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US stocks hit by falling oil prices

2019-06-13 HKT 04:40
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  • The yield in the 10-year US Treasury note, seen as an indicator of future economic strength, also fell. image: Shutterstock
    The yield in the 10-year US Treasury note, seen as an indicator of future economic strength, also fell. image: Shutterstock
Wall Street stocks sagged for a second straight session on Wednesday, with petroleum-linked shares sinking with oil prices and banks falling on worries over economic growth.

Analysts said ongoing trade tensions between the US and China continued to weigh on sentiment, as did another decline in the yield in the 10-year US Treasury note, seen as an indicator of future economic strength.

The Dow Jones Industrial Average shed 0.2 percent to finish the session at 26,006.83.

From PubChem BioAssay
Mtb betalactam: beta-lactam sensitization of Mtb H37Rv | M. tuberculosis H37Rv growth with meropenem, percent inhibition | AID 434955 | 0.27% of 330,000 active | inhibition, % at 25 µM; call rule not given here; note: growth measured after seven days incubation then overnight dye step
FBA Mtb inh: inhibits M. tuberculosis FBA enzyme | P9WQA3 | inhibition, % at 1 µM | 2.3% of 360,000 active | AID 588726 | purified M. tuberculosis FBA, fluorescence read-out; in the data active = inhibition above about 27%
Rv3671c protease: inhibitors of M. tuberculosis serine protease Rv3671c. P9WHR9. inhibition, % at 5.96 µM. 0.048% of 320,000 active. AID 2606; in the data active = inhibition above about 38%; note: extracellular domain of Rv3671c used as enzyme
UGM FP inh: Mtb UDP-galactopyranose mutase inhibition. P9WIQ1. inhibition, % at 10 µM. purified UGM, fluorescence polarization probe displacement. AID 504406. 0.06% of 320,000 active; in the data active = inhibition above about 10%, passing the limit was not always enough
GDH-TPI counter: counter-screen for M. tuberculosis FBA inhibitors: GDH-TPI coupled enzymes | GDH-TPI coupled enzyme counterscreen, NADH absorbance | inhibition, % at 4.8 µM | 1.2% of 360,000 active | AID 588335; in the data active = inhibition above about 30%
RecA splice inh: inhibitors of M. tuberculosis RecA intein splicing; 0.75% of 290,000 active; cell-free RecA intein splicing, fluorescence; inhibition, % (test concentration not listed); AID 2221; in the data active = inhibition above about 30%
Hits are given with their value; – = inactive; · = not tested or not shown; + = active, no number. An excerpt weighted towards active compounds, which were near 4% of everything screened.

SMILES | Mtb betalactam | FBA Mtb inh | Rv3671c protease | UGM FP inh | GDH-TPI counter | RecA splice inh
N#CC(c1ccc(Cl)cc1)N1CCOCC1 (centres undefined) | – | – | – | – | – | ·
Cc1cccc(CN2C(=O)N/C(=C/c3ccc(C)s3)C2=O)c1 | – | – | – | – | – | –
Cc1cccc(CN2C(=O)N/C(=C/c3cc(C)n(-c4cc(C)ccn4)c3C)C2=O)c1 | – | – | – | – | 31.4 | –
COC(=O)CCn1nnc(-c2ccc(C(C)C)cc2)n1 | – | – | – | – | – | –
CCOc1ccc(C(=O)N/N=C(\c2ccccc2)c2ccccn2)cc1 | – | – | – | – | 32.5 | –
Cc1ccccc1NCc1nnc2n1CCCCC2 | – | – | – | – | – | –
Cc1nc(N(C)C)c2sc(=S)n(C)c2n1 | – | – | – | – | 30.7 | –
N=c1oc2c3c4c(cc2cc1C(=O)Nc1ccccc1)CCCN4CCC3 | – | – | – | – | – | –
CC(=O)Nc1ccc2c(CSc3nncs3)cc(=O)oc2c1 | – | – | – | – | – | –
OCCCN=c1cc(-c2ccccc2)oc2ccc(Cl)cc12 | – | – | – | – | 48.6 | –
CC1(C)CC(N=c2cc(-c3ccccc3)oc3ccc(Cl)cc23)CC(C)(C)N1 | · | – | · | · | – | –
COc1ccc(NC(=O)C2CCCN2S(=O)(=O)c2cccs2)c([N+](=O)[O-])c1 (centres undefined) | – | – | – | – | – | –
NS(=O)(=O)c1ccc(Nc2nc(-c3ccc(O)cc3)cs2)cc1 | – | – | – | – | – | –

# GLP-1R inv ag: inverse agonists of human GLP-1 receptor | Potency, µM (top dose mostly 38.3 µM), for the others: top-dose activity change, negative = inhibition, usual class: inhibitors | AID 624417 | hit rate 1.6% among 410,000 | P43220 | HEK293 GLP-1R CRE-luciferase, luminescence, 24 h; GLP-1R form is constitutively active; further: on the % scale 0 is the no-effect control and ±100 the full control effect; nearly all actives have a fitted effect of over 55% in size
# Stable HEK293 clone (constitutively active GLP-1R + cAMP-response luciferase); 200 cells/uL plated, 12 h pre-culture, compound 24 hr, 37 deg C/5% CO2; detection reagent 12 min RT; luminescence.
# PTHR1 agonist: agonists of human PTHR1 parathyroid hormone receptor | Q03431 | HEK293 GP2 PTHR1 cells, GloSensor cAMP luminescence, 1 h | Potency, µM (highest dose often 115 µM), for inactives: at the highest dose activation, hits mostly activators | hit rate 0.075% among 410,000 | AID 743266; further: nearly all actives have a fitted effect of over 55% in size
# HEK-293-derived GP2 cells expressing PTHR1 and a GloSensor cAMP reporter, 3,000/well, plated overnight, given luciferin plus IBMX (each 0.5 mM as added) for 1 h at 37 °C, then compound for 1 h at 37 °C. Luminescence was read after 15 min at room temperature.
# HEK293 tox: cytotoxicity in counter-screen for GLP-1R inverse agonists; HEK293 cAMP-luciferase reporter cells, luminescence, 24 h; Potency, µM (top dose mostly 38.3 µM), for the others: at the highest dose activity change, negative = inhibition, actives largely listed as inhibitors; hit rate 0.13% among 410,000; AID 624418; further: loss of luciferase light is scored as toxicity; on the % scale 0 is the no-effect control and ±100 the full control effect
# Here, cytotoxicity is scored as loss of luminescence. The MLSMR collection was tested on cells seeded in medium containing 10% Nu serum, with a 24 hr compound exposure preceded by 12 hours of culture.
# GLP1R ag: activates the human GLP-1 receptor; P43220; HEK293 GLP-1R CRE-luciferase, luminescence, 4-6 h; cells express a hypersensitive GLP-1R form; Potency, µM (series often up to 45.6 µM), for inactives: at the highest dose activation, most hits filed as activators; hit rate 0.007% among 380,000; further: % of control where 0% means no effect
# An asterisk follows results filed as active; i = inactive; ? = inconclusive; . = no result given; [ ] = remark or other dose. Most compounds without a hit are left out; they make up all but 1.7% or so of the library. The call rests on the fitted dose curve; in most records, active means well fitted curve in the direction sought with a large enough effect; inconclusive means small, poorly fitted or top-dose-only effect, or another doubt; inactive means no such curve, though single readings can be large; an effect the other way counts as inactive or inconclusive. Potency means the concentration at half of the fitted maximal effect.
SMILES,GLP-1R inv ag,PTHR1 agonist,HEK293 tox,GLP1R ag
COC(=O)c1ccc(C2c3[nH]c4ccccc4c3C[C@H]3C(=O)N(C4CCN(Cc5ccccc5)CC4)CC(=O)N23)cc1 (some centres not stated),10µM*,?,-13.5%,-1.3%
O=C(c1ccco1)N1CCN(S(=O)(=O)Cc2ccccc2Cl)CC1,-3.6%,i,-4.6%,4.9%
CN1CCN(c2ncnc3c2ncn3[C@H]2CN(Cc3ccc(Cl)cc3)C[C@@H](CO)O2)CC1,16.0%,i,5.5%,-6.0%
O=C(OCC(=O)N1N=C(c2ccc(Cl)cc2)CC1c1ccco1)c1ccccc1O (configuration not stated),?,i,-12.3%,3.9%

The broad-based S&P 500 also lost 0.2 percent to close at 2,879.84, while the tech-rich Nasdaq Composite Index dropped 0.4 percent to 7,792.72.

"The market is concerned about the US economic growth, global growth, and the tariffs issue," said Quincy Krosby, chief market strategist of Prudential Financial.

He said investors are also somewhat less hopeful that the Federal Reserve will cut interest rates soon, after the US withdrew a plan to impose tariffs on Mexico.

Fresh economic data continued to show anaemic pricing pressures. The Consumer Price Index -- which tracks costs for household goods and services -- rose a token 0.1 percent last month compared to April, while the annual rate remains below the Fed's two percent target, the Labor Department reported.

Among individual companies, Facebook dropped 1.7 percent after the Wall Street Journal reported that Chief Executive Mark Zuckerberg was linked in emails to potentially problematic privacy practices.

Petroleum producers Marathon Oil and Apache each lost around three percent following a bearish US oil inventory report. Oil services companies also were weak, with Halliburton shedding 4.5 percent and Transocean 6.9 percent.

Large banks underperformed as well, with Goldman Sachs losing 2.3 percent and Citigroup 1.6 percent as Treasury yields declined. (AFP)